From KCRW DJ and Music Librarian Eric J Lawrence:
Last week was a rough one for fans of classic rhythm and blues, as we learned of the passing of three greats of the genre.
Jimmy Castor died at the age of 71. Best known for his comedic, but immanently danceable 70s hits like “Troglodyte (Cave Man)” and “The Bertha Butt Boogie (pt. 1),” Castor’s involvement in the music goes as far back as the doo-wop era (he even sang as a member of Rock & Roll Hall of Famers Frankie Lymon & the Teenagers). Recognized as both a charismatic singer and a notable saxophone player, he found greatest fame as the leader of the Jimmy Castor Bunch. Although only generating a few remaining hits after going solo in the early 80s, Castor’s legacy was further cemented through extensive sampling in the digital age, with his intoned line, “What we’re going to do right now is go back” from “Troglodyte” being a popular drop in hip-hop and DJ sets. He passed away in Henderson, Nevada of heart failure.
On Tuesday, January 17, singer and bandleader Johnny Otis passed away here in Los Angeles at the age of 90. Born Ioannis Veliotes to Greek immigrant parents, he immersed himself in the music scene of the 40s, working as a drummer during the Big Band era. Finding his way to the Central Avenue area of South Los Angeles, where the intersection of jazz and blues sounds in the air kept things jumping, he quickly became a fixture on the R&B charts, with a string of Top 10 hits in the early 50s. He became a jack of all trades, writing songs (he received a songwriting credit on “Hound Dog”), working both in radio and TV, and helping discover other artists, such as Jackie Wilson and Hank Ballard. He has his biggest single with “Willie and the Hand Jive,” a Pop Top 10 charter and #1 hit on the R&B list, in 1958. Later in life he worked in farming, journalism, politics and the church, all while continuing to entertain music fans with his radio show, which ended in 2006. Check out Tom Schnabel’s terrific blog, Rhythm Planet, for his take on the life and music of Otis.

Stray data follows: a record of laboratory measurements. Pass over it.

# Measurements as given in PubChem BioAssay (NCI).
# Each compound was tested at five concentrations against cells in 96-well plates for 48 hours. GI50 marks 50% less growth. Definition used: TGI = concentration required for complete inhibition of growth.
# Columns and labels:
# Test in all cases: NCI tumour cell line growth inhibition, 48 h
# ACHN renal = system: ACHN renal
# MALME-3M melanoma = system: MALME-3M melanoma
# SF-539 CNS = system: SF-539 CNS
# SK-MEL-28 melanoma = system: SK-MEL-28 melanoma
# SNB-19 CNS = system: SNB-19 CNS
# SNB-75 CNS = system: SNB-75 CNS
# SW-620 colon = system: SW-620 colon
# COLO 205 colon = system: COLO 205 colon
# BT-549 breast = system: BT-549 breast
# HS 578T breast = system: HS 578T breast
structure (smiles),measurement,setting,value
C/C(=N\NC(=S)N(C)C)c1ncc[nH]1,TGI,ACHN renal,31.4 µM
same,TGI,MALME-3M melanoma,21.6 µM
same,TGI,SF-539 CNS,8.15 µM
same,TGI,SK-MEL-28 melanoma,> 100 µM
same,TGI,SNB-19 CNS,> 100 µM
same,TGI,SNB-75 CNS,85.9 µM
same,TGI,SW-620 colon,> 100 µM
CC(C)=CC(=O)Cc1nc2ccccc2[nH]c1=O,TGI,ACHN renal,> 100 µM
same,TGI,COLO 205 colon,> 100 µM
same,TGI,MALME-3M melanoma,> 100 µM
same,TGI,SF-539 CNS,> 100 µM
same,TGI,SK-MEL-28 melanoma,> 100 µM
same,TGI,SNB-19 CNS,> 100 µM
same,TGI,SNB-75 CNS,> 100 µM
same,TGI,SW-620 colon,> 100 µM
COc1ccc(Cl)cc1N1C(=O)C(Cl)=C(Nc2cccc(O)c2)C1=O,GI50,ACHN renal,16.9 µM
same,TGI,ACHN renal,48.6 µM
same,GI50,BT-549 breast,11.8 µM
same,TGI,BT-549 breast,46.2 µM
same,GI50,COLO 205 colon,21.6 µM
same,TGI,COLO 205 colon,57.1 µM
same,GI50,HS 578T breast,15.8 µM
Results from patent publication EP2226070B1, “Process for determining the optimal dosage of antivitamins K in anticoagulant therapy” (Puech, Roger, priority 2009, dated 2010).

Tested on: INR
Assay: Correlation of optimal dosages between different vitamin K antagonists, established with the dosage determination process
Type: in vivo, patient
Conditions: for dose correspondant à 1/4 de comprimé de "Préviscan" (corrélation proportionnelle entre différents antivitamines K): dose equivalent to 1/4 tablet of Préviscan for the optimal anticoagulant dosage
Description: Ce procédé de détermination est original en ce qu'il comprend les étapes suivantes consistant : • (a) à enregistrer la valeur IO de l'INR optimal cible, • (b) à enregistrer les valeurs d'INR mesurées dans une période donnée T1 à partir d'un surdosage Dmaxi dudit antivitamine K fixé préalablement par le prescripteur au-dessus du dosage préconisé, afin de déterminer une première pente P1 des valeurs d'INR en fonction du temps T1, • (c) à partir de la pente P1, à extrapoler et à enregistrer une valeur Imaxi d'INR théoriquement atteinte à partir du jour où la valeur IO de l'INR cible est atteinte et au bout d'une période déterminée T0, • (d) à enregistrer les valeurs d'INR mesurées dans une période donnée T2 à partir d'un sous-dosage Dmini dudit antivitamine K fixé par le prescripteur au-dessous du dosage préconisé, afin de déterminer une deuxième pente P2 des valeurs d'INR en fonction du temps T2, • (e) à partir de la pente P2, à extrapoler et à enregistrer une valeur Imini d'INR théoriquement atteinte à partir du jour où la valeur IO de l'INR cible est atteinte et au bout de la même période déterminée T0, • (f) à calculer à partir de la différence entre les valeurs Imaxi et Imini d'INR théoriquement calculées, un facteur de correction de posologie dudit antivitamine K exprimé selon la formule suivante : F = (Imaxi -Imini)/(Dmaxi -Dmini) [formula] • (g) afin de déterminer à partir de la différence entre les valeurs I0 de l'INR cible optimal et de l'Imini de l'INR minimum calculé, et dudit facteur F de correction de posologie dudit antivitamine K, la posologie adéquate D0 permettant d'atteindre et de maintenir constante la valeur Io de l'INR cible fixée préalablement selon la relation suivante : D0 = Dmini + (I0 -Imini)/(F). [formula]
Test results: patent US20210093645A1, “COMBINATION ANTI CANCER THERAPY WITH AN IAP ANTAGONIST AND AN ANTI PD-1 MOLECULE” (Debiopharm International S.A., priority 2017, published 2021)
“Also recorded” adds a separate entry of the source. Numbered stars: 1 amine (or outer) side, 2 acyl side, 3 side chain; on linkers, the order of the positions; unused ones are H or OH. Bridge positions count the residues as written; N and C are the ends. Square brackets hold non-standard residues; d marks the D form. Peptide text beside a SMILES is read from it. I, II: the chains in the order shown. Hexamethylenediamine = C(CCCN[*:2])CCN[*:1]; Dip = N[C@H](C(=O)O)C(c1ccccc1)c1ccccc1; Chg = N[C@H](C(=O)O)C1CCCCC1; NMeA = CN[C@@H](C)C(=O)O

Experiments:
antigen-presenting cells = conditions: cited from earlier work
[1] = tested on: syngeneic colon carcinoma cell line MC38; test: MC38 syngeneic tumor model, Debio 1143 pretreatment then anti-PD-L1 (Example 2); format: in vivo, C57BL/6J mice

In a cruel coincidence, Etta James, a protégé of Johnny Otis, died two days later; she was 73. Since the mid-50s, James was a powerhouse of music, dabbling in a wide range of genres, from blues and jazz, to soul and gospel, as well as pop standards, rockabilly and straight-ahead rock & roll. Once she was signed to the Chess label in 1960, the hits began rolling in, with classics such as “All I Could Do Was Cry”, “At Last”, and “Trust in Me” all reaching the upper levels of the R&B charts. Despite these successes, including Grammy nominations and opportunities to reach even wider audiences by opening for the Rolling Stones, by the mid 70s she had become somewhat of a forgotten artist. A combination of changing commercial tastes and her own struggles with addiction had derailed her career.
But in the late 80s a revival was brewing, including a return to recording and culminating in a series of accolades such as induction into the Rock and Roll Hall of Fame and the Blues Hall of Fame, as well as her receiving a Billboard R&B Founders Award and the Grammy Lifetime Achievement Award. Portrayed by Beyonce in the 2008 Chess Records biopic, Cadillac Records, she was once again brought before the public’s eye the following year as her hit “At Last” was featured both at Barack Obama’s inaugural ball and during Dancing with the Stars. After a struggle with numerous medical problems, including Alzheimer’s disease and leukemia, she died on Friday, January 20.
As sad as it is to hear of the departure of our musical icons, the cruel truth is that time marches on. The sudden loss of a young artist, say like Amy Winehouse, may feel particularly shocking, but the sting of the absence of an artist like Etta James isn’t lessened by her relative longevity.
As rock and roll approaches its seventh decade, the early pioneers are also entering their waning years. Legends like Chuck Berry, Little Richard, Jerry Lee Lewis, Wanda Jackson, Willie Nelson, Merle Haggard, Tony Bennett, B.B. King, Bob Dylan, Paul McCartney, Roberta Flack, Dionne Warwick and Aretha Franklin are all entering their 70s and 80s.
Let’s take a moment and celebrate our heroes while we’ve still got them! Who would you like to send a rousing cheer of “Hail, hail, rock ‘n’ roll” to?
ERIC J. LAWRENCE